Adriaen (Aerjan) Block (c. 1567 – buried April 27, 1627) was a Dutch private trader, privateer, and ship's captain who is best known for exploring the coastal and river valley areas between present-day New Jersey and Massachusetts during four voyages from 1611 to 1614, following the 1609 expedition by Henry Hudson. He is noted for possibly having named Block Island, Rhode Island, and establishing early trade with the Native Americans, and for the 1614 map of his last voyage on which many features of the mid-Atlantic region appear for the first time, and on which the term New Netherland is first applied to the region. He is credited with being the first European to enter Long Island Sound and the Connecticut River, and to determine that Manhattan and Long Island are islands. 
Though spending much of his time at sea, Block called Amsterdam his home. There, on October 26, 1603, he married Neeltje Hendricks van Gelder, with whom he would have five children between 1607 and 1615. In 1606 they moved into a house called De Twee Bontecraijen ("The Two Hooded Crows") on Amsterdam's Oude Waal street, where they would live the rest of their lives. 
In the 1590s, Block already was active in the shipping trade, transporting wood from Northern Europe to deforested Spain. He is for example mentioned delivering Norwegian timber in April 1596 in Bilbao. From there he headed for Ribadeo to buy goods for Cádiz. In April 1601, he was part of a convoy of ships leaving Amsterdam for the Dutch East Indies, at that time probably as far as the Moluccas, returning home in 1603. 
In the spring of 1604, after delivering goods in Liguria, Block sailed on to Cyprus buying cargo (rice, cotton, nuts, etc.) he hoped to sell in Venice. This trade fell through, and he headed home to Amsterdam. Passing Lisbon, he came upon a Lübeck-based ship returning from a trip to Brazil. He had written permission from Dutch authorities to capture enemy ships, which he put to use as a privateer, taking the ship and its load to Amsterdam. Though the ship and some of its goods were returned to its owners, Block made a lot of money, with which he probably bought the house on the Oude Waal.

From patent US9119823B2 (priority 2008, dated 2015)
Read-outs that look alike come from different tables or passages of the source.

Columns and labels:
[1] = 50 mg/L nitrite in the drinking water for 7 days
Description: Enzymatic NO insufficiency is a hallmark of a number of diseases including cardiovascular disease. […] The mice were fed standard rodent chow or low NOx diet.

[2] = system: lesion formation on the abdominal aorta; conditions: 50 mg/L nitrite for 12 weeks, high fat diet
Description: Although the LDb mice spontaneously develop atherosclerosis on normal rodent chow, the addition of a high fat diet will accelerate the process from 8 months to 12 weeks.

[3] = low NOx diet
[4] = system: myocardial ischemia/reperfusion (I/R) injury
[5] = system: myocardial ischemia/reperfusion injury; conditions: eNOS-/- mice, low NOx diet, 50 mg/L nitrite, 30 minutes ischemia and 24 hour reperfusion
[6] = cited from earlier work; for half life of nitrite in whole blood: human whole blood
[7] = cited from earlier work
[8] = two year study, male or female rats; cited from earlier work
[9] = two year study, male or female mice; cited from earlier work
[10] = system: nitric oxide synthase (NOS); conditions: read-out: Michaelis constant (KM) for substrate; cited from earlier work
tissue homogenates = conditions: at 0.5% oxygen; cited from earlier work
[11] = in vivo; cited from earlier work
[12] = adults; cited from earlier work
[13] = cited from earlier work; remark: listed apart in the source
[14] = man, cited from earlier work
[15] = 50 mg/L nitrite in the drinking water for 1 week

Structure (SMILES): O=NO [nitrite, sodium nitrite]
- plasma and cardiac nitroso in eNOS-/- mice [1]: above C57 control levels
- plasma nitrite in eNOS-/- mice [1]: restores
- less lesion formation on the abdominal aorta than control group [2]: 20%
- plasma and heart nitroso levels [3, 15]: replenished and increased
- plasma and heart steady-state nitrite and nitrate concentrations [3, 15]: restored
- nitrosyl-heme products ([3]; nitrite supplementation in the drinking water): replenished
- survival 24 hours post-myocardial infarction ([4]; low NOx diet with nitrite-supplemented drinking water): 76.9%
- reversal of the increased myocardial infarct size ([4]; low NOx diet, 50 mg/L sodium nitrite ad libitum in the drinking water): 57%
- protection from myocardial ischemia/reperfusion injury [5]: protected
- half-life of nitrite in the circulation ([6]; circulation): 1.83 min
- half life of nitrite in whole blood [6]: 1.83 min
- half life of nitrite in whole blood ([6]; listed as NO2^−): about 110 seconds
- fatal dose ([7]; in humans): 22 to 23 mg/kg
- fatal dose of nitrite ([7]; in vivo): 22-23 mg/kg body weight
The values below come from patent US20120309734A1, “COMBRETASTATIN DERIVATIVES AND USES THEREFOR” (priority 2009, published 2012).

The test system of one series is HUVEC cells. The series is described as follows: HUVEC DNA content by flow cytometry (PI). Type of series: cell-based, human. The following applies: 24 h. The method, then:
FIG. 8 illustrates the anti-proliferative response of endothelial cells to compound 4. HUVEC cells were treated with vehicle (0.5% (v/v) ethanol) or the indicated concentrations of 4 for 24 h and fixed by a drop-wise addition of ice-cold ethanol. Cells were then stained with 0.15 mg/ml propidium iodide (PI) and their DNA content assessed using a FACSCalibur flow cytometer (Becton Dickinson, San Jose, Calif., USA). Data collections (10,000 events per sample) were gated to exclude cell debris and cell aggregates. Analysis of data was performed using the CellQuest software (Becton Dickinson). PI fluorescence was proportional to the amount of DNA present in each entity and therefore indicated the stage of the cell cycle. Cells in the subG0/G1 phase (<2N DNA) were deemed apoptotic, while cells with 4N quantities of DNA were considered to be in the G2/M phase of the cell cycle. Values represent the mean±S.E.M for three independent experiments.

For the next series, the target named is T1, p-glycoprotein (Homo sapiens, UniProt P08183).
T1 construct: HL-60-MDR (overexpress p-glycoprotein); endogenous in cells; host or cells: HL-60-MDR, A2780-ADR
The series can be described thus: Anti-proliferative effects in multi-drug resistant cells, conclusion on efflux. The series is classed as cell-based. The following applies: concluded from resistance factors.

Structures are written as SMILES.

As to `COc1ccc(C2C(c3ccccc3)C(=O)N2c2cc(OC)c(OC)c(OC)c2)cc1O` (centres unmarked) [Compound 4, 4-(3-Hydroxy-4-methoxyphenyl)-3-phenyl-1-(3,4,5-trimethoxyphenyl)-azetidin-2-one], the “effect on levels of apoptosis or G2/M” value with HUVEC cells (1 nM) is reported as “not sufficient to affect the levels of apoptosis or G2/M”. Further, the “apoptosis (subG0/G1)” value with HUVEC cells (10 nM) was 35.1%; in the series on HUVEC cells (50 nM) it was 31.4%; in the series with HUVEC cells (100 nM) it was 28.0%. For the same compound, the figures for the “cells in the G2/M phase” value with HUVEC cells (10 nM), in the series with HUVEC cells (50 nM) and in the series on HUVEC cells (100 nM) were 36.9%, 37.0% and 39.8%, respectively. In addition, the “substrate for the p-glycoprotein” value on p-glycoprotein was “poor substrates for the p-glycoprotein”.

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Following Hudson's contact with the Native Americans in the Hudson Valley in 1609, the Dutch merchants in Amsterdam had deemed the area worth exploring as a potential source of trade for beaver pelts,  which were a lucrative market in Europe at the time.
Cornelis Rijser, successfully returned in the St. Pieter in 1611, and Block and his fellow captain Hendrick Christiaensen returned the next year in 1612, bringing back furs and two sons of a native sachem in the Fortuyn and another ship outfitted by a group of Lutheran merchants. It took about ten weeks to sail to New Netherland, sometimes longer. The prospect of successful fur trade prompted the States General, the governing body of the Dutch Republic, to issue a statement on March 27, 1614, stipulating that the discoverers of new countries, harbors, and passages would be given an exclusive patent good for four voyages undertaken within three years to the territories discovered, if the applicant should submit a detailed report within 14 days after his return.